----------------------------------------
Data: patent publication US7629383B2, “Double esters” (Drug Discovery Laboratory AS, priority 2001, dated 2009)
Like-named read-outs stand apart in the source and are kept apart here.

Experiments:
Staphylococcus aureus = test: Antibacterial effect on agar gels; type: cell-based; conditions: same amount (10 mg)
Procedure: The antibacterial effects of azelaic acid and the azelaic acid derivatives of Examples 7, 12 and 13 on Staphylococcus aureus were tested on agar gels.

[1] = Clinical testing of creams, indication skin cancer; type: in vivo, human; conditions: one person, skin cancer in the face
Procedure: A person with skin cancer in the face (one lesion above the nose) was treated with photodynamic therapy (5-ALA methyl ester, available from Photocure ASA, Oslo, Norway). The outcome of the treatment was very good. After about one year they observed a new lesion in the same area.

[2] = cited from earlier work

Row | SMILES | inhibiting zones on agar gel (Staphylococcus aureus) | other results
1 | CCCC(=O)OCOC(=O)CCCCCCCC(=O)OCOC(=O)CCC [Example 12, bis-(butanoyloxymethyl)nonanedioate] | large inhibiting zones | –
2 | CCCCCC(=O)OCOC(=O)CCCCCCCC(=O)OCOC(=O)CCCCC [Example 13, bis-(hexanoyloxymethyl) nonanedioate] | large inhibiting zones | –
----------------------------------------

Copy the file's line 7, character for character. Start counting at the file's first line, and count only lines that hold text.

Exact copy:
Procedure: A person with skin cancer in the face (one lesion above the nose) was treated with photodynamic therapy (5-ALA methyl ester, available from Photocure ASA, Oslo, Norway). The outcome of the treatment was very good. After about one year they observed a new lesion in the same area.